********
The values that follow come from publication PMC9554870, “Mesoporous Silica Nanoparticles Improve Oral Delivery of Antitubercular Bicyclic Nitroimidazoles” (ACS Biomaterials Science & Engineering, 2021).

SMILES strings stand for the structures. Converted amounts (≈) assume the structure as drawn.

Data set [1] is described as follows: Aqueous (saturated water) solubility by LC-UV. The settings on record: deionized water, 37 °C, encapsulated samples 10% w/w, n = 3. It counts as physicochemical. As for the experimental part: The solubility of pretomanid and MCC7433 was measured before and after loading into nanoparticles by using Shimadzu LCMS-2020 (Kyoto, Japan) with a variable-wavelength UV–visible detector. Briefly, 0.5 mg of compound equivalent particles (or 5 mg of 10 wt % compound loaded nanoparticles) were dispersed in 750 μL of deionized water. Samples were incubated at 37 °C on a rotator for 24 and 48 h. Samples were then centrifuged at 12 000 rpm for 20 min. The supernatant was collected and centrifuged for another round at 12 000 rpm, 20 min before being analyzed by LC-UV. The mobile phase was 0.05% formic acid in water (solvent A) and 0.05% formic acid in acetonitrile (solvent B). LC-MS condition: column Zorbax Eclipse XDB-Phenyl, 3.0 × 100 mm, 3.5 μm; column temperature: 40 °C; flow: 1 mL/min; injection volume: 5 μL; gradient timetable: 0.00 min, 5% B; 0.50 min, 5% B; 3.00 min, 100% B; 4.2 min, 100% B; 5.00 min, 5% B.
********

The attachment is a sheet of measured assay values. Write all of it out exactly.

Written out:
The values that follow come from publication PMC9554870, “Mesoporous Silica Nanoparticles Improve Oral Delivery of Antitubercular Bicyclic Nitroimidazoles” (ACS Biomaterials Science & Engineering, 2021).

SMILES strings stand for the structures. Converted amounts (≈) assume the structure as drawn.

Data set [1] is described as follows: Aqueous (saturated water) solubility by LC-UV. The settings on record: deionized water, 37 °C, encapsulated samples 10% w/w, n = 3. It counts as physicochemical. As for the experimental part: The solubility of pretomanid and MCC7433 was measured before and after loading into nanoparticles by using Shimadzu LCMS-2020 (Kyoto, Japan) with a variable-wavelength UV–visible detector. Briefly, 0.5 mg of compound equivalent particles (or 5 mg of 10 wt % compound loaded nanoparticles) were dispersed in 750 μL of deionized water. Samples were incubated at 37 °C on a rotator for 24 and 48 h. Samples were then centrifuged at 12 000 rpm for 20 min. The supernatant was collected and centrifuged for another round at 12 000 rpm, 20 min before being analyzed by LC-UV. The mobile phase was 0.05% formic acid in water (solvent A) and 0.05% formic acid in acetonitrile (solvent B). LC-MS condition: column Zorbax Eclipse XDB-Phenyl, 3.0 × 100 mm, 3.5 μm; column temperature: 40 °C; flow: 1 mL/min; injection volume: 5 μL; gradient timetable: 0.00 min, 5% B; 0.50 min, 5% B; 3.00 min, 100% B; 4.2 min, 100% B; 5.00 min, 5% B.